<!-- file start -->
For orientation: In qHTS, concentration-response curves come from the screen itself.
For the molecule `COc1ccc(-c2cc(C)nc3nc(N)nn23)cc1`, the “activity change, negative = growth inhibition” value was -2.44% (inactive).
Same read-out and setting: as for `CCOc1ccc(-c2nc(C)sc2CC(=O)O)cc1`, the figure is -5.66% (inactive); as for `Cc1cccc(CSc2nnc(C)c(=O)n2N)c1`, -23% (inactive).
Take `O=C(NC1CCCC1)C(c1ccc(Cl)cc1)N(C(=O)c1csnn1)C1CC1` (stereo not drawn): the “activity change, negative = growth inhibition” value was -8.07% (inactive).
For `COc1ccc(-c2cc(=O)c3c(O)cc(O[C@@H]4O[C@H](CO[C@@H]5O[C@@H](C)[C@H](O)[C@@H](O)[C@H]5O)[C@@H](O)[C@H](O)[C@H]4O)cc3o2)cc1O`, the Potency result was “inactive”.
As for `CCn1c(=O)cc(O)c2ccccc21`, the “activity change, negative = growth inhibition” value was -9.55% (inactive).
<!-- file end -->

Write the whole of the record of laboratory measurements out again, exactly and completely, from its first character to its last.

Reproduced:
For orientation: In qHTS, concentration-response curves come from the screen itself.
For the molecule `COc1ccc(-c2cc(C)nc3nc(N)nn23)cc1`, the “activity change, negative = growth inhibition” value was -2.44% (inactive).
Same read-out and setting: as for `CCOc1ccc(-c2nc(C)sc2CC(=O)O)cc1`, the figure is -5.66% (inactive); as for `Cc1cccc(CSc2nnc(C)c(=O)n2N)c1`, -23% (inactive).
Take `O=C(NC1CCCC1)C(c1ccc(Cl)cc1)N(C(=O)c1csnn1)C1CC1` (stereo not drawn): the “activity change, negative = growth inhibition” value was -8.07% (inactive).
For `COc1ccc(-c2cc(=O)c3c(O)cc(O[C@@H]4O[C@H](CO[C@@H]5O[C@@H](C)[C@H](O)[C@@H](O)[C@H]5O)[C@@H](O)[C@H](O)[C@H]4O)cc3o2)cc1O`, the Potency result was “inactive”.
As for `CCn1c(=O)cc(O)c2ccccc21`, the “activity change, negative = growth inhibition” value was -9.55% (inactive).